– Lagerbaer
    Commented Mar 9, 2012 at 1:50
  • 1
    $\begingroup$ This answer provides good book recomendations but it seems that the editor has made big mistakes in providing external URLs to the books. The names in the hyperlinks do not match with the books we are redirected to. If you try all the links, you will se what I mean. Could someone fix this? Maybe the original editor? $\endgroup$ Commented May 12, 2017 at 20:13
  • 1
    $\begingroup$ @TPVasconcelos I know this is a bit late, but, I edited the answer to fix it. They had correct links, it just used non-unique numbering, and stack exchange doesn't like ambiguities in the numbers. $\endgroup$ Commented Mar 31, 2018 at 0:54

May I also suggest A Guide to Feynman Diagrams in the Many Body Problem by Richard Mattuck, as a supplement to Altland and Simons, and Fetter and Walecka.

The book by Mattuck is a friendly, carefuly, and labored exposition to many-body theory. Beginning with the ideas of a random walk, the impurity problem, the author describes "dressing" of charge (renormalization) in a background, and spends time introducing momentum space and the Fourier transform. Then Feynman diagrams are introduced first as tree graphs (the ladder diagram for the impurity problem), and the book teaches the organization of different kinds of graphs once loops are introduced. The concept of self-energy in both coordinate and momentum space are developed thereafter. Then the author switches gears to full-blown second quantized formalism with and without spin.

Later chapters include applications to superconductivity, finite temperature field theory, the Kondo problem, nuclear physics, and the renormalization group.

Many-body theory courses can often be the first time students are introduced to quantum field theory. As a graduate student in high-energy physics with background in condensed matter/solid state physics, I can say that high-energy versions of QFT courses do not usually focus on applications of QFT outside scattering cross-section calculations, and it is important (even for high-energy theorists in my opinion) to know what to do with QFT as a general tool. There aren't very many books on QFT which do not convert you completely into the high-energy or the cond-mat camp. That's why books like this one are useful in shaping your holistic understanding of QFT.

Personally, I found that after I was a bit unsure of what I studied something from Altland and Simons or Fetter and Walecka, I was clearer about it after reading the corresponding sections from Mattuck's book.

However, Mattuck does not discuss the path integral method, which is now almost ubiquitous in research; Altland and Simons is more modern in that sense.


As for books on QFT in condensed matter physics, besides Altland, Field Theories of Condensed Matter Physics by Fradkin is also excellent. It covers a lot of cutting-edge topics, including entanglement entropy/spectrum.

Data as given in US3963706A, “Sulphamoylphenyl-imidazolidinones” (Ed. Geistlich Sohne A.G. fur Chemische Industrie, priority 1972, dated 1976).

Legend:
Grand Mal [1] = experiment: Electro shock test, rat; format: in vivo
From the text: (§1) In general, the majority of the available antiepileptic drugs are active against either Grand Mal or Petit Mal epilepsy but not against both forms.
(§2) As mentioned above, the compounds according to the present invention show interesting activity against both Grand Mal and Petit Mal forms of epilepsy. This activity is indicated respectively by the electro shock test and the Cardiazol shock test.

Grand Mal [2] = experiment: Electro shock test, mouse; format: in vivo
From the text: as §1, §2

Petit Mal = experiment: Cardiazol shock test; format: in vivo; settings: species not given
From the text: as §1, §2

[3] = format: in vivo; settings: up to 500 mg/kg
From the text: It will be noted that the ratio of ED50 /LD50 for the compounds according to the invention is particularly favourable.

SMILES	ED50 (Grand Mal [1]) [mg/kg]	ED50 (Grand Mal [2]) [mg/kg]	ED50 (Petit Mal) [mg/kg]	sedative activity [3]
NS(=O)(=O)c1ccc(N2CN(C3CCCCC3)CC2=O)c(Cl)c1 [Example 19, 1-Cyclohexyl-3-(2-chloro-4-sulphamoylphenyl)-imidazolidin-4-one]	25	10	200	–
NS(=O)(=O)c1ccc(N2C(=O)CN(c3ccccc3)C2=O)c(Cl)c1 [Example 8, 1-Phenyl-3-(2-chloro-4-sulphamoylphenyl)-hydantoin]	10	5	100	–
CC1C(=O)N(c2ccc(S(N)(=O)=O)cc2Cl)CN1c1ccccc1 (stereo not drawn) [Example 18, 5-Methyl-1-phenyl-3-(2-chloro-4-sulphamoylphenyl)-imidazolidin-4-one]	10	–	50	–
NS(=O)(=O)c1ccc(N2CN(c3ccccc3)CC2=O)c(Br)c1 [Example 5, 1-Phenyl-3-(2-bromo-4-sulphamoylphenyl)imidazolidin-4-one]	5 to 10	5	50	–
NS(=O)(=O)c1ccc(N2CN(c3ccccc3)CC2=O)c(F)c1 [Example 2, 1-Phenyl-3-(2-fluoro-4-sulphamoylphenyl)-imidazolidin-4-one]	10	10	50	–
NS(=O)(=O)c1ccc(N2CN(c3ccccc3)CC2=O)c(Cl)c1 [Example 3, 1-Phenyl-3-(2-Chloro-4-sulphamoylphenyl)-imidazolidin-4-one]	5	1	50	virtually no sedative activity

Kardar's Statistical Physics of Fields is more on the side of stats mech, but is also a good reference.

Nagaosa's another book: Quantum Field Theory in Condensed Matter Physics is a little more hard to read than Altland and Fradkin.


At the introductory level, I think Steve Simon's book on solid state physics is a great read.

For beyond, there is a new book no-one else has mentioned but seems pretty promising:

Introduction to many-body physics - Piers Coleman

  • Modern Condensed Matter Physics by Steven M. Girvin and Kun Yang (Cambridge University Press, 2019) covers material from the level of Ashcroft and Mermin up through Anderson localization, the quantum Hall effect, spin liquids, topological insulators, superconductivity, etc. Second quantization for fermions is avoided until about 3/4 of the way through the book in order to keep the level accessible to beginning students.

Well, for strongly correlated systems, there are many other books you should read.

E.g. for quantum order beyond Landau-Ginzburg's theory, Xiao-gang Wen's book is good:《Quantum field theory of many-body systems》. In this book, the path integral method is widely used and many materials not covered in other book are treated. Also, the chapter on quantum Hall effect is well written and it mainly focuses on effective chern-simons theory and edge-state. Then, the topological and quantum order is introduced and treated. In some sense, these chapters are from the author's research paper and it is not easy to read.

The Nagaosa's book is also good. It is easy to read and follow. 《Quantum field theory in strongly correlated electron systems》


A lot of good suggestions already, but a few more to consider:

Burns Solid State Physics. Similar level to A&M but stronger in some areas, like symmetry. Appeals to material scientists.

Introduction to Superconductivity Rose-Innes. more than AM, but easier than Tinkham